Santa Feans will gladly tell you the many superlatives that define the city. The oldest. The highest. The best. While there’s no denying the city’s altitude, the veracity of the best is up to you because when it comes to oldest, there’s some debate.
Santa Fe’s status as a Capital city of New Spain is undisputed, and it has held the title of Capital for over 400 years, making it the oldest Capital city in the United States. But is it the oldest inhabited town? No, that honor goes to St. Augustine
The shorelines and nearby interior of Saint Augustine, Florida, were first discovered in 1513 by the ambitious Spanish explorer, Juan Ponce de Leon. The verdant coastline was named, Florida (or flowery land), after the flora seen growing in abundance. Claims of De Leon’s mad quest for the Fountain of Youth are probably exaggerated contemporary tales, however, the restless De Leon did continue onwards, travelling many intercostal waterways and mapping the coast of Florida. He did not create settlements or forts to protect the Spanish claim, as he was more intent on mapping and understanding the coast.
It was not until 1562 and later in 1564 that the French mounted two separate expeditions to explore this area of Florida. The first French fort was established north of Saint Augustine and named Fort Caroline. As a response, Spain dispatched Pedro Menendez de Aviles to establish a fort at Saint Augustine, which he did on August 28th, 1565. Following the sacking by Spanish soldiers of Fort Caroline, fears of future French colonization assured that Spain would maintain Saint Augustine as a permanent fort and settlement on America’s eastern coast. The first “registered” European child was born there in 1566. This date is 21 years before the first English settlement of Roanoke Island in Virginia, and 42 years before the establishment of Jamestown and Santa Fe.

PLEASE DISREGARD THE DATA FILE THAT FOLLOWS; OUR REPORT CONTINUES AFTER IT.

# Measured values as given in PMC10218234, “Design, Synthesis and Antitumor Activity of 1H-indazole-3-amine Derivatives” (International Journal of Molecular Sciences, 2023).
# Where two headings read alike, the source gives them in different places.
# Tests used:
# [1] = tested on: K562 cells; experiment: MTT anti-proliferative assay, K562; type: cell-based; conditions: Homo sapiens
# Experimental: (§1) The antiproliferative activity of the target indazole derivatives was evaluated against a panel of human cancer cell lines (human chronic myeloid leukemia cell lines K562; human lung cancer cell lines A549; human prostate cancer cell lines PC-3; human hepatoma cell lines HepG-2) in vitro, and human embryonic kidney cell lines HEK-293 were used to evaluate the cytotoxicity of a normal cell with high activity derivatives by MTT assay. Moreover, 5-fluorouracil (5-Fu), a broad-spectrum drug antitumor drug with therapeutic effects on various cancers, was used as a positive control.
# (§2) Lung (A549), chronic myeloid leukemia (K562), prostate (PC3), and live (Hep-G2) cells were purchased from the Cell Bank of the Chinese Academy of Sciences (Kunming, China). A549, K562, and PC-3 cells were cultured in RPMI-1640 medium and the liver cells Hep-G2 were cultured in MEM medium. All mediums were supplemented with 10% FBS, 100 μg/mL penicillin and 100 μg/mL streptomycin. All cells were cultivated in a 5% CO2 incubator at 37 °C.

Having been to Disneyworld in August, and experienced the unremitting heat and humidity, there’s no denying the fervor and devotion of Spanish colonists in settling Florida several hundred years before air conditioning.
Hernan Cortes conquered Mexico in 1519, close to the same time that Juan Ponce de Leon named and mapped Florida. However, as with Saint Augustine, much time passed before colonization began in either parts of our country, and it was not until much later in 1598 that the explorer Don Juan de Onate traveled north from Mexico into what would be named the Provinces of New Mexico. He established a small settlement on the banks of the Rio Grande River about 30 miles north of present day Santa Fe. In 1607, Don Pedro de Peralta established a second city (Santa Fe) to which he moved the capital in 1610. These facts absolutely clear up any confusion over which two cities we are discussing is the older – Saint Augustine wins hands down! But Santa Fe claims to be the oldest capital in the U.S. and that is also true and deservedly so, without argument.
We always proudly describe Santa Fe’s San Miguel Chapel as the U.S.’s oldest church, having its first walls built in 1610 by Tlaxcalan Mexicans, most assuredly slaves brought north to help the colonization of the Provinces of Nuevo Mexico. Finished in 1620 and refurbished in 1710, it still stands today as the oldest church in the US.
The first Spanish settlers of Saint Augustine were assuredly Catholics, it is hard to imagine any group of Spanish Catholics not building a church within the first decade of the establishment of a foreign outpost on the edge of an unexplored continent. These settlers came from a culture that had experienced the Inquisition to purge the world of non-Catholic religious believers. They would have wanted and needed a church for their souls as much as houses for their bodies. Despite a lack of archaeological evidence, we can assume that the establishment of a spiritual building was a priority in St. Augustine. Despite this, Santa Fe can definitely lay claim to oldest still standing church in the United States.
So, since the Inn on the Alameda is a 2-block walk to the oldest standing Church in the U.S., we welcome you to join us here at the Inn for a stay or just dinner as you soak up a significant slice of history.
All Inn on the Alameda blog posts are written by Joe & Michael Schepps. Read about the authors here.